Farm-Fresh Food Hits New Levels as Chefs Take Matters Into Their Own Hands

Chef Uwe Opocensky taking the farm-to-table concept to a new level

Consider the effort restaurateurs expend in bringing fresh food from the farm to their diners. Now consider how much easier it would be to take diners to the source of fresh food. Some restaurateurs have done just that, with diners discovering a fresher form of food while taking in surroundings that are a pleasure in themselves.

One establishment in this field, so to speak, is the Flora Kitchen and Flora Grocery in the middle of the rustic abundance of Flora Farm, a four-hectare organic farm in San José del Cabo, Mexico. The restaurant makes a point of serving dishes made from ingredients harvested the same day and bread that comes straight from the wood-fired oven. Flora Farm is also a ranch, where the livestock are raised humanely to provide high-quality beef, pork, chicken and eggs. The experience of dining amid the bountiful fields that delivered your food is said to be unforgettable and the farm attracts the celebrity set. Maroon 5 singer Adam Levine was married on the farm in the summer of 2014.

Apart from being the hottest restaurant reincarnation in years, a revamped Noma is set to move to a new location with its own urban farm. Chef René Redzepi intends to reinvent the restaurant as a casual dining spot at Strandgade 108 in Copenhagen, to be called simply 108. The restaurant’s farm will provide much of the produce for the establishment’s seasonal fare. Vegetables will form the theme of spring’s dishes and seafood during the winter months. Mandarin Oriental, Hong Kong Executive Chef Uwe Opocensky thinks Redzepi’s plan is brilliant and envisions the property’s menu evolving along similar lines.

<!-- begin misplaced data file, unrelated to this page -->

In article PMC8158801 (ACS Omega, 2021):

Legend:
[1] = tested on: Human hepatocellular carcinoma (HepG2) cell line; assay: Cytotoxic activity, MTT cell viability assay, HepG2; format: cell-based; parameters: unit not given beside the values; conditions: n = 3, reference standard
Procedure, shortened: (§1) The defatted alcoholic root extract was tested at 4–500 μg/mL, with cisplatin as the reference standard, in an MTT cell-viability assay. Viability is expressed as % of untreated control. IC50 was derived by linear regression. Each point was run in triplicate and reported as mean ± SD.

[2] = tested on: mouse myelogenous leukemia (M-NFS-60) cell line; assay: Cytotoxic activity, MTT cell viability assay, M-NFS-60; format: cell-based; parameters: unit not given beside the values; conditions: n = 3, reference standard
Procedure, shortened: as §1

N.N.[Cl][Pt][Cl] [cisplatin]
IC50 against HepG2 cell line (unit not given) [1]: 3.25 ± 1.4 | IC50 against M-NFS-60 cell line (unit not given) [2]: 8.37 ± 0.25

#: You’ve heard Noma plans to evolve into an eatery with its own vegetable farm. What are your thoughts?

UO: It’s been for a long time coming. The thing is, it’s very hard for a city hotel or restaurant to have its own outdoor space. It’s a very smart step by René, taking things much further than he has done already. For him, it’s more like a timing issue and the right space came along for him to do that.

#: The Mandarin Oriental has its own private organic farm on Cheung Chau. Could you tell us more?

UO: The farm is actually the private property of a family, so we are very lucky to be able to share the space and work together with them. Right now, we work with whatever products our farmer has. I really want to make sure the biological balance of the farm and crop rotation remain as they should be. So it’s more about the farmer telling the chef what he has, and the chef creating something with it. There’s a lot of trial and error.

#: Tell us more about your vision for the HK$1.5 million project on the organic farm where diners take part in a one-night-only dining experience?

UO: I was asked: “What is the ultimate thing that you could create?” I think, for me, it would be a meal where I have carte blanche to create anything from a place where the diners are consuming everything that grows around them. It’s like going to the safari with nothing but a tent to sleep in. You really can immerse yourself and be a part of your surroundings. It is like a dream.

#: Diners should expect a seasonal menu that changes all the time?

UO: Basically, we will concentrate more on fish, shellfish and truffles in the winter months because that’s when the livestock and flavours are at their peak, with really icy water. In spring, we will concentrate much more on vegetables, spring lamb and chicken. In summer, we will move on to the vegetarian root and plant kingdom. Basically, vegetables will play the main role and meat will become the garnish. In autumn, we will concentrate much more on wild mushrooms and game.

In this Story: #culture / #dining